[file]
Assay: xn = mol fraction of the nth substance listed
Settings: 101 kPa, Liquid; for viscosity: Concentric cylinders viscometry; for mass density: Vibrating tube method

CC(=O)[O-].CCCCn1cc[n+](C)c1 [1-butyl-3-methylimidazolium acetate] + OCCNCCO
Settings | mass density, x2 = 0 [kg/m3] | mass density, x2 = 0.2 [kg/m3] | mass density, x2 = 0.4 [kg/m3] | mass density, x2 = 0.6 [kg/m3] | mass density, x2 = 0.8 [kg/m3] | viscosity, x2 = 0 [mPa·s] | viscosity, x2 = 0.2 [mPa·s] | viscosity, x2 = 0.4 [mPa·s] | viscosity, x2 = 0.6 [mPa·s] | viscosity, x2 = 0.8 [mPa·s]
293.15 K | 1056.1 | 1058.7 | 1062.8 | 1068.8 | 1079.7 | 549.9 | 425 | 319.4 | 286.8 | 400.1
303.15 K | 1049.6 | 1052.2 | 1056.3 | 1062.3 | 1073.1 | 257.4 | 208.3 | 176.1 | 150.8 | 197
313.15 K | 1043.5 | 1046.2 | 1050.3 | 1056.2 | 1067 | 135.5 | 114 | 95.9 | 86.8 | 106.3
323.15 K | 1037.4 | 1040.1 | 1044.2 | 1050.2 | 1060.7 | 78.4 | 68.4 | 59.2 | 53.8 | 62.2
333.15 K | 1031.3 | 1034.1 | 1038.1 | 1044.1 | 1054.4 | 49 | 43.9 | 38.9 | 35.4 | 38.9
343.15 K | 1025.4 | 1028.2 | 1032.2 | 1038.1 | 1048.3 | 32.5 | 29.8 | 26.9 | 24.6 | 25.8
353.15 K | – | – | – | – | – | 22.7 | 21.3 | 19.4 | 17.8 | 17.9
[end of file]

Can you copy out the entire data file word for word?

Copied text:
Assay: xn = mol fraction of the nth substance listed
Settings: 101 kPa, Liquid; for viscosity: Concentric cylinders viscometry; for mass density: Vibrating tube method

CC(=O)[O-].CCCCn1cc[n+](C)c1 [1-butyl-3-methylimidazolium acetate] + OCCNCCO
Settings | mass density, x2 = 0 [kg/m3] | mass density, x2 = 0.2 [kg/m3] | mass density, x2 = 0.4 [kg/m3] | mass density, x2 = 0.6 [kg/m3] | mass density, x2 = 0.8 [kg/m3] | viscosity, x2 = 0 [mPa·s] | viscosity, x2 = 0.2 [mPa·s] | viscosity, x2 = 0.4 [mPa·s] | viscosity, x2 = 0.6 [mPa·s] | viscosity, x2 = 0.8 [mPa·s]
293.15 K | 1056.1 | 1058.7 | 1062.8 | 1068.8 | 1079.7 | 549.9 | 425 | 319.4 | 286.8 | 400.1
303.15 K | 1049.6 | 1052.2 | 1056.3 | 1062.3 | 1073.1 | 257.4 | 208.3 | 176.1 | 150.8 | 197
313.15 K | 1043.5 | 1046.2 | 1050.3 | 1056.2 | 1067 | 135.5 | 114 | 95.9 | 86.8 | 106.3
323.15 K | 1037.4 | 1040.1 | 1044.2 | 1050.2 | 1060.7 | 78.4 | 68.4 | 59.2 | 53.8 | 62.2
333.15 K | 1031.3 | 1034.1 | 1038.1 | 1044.1 | 1054.4 | 49 | 43.9 | 38.9 | 35.4 | 38.9
343.15 K | 1025.4 | 1028.2 | 1032.2 | 1038.1 | 1048.3 | 32.5 | 29.8 | 26.9 | 24.6 | 25.8
353.15 K | – | – | – | – | – | 22.7 | 21.3 | 19.4 | 17.8 | 17.9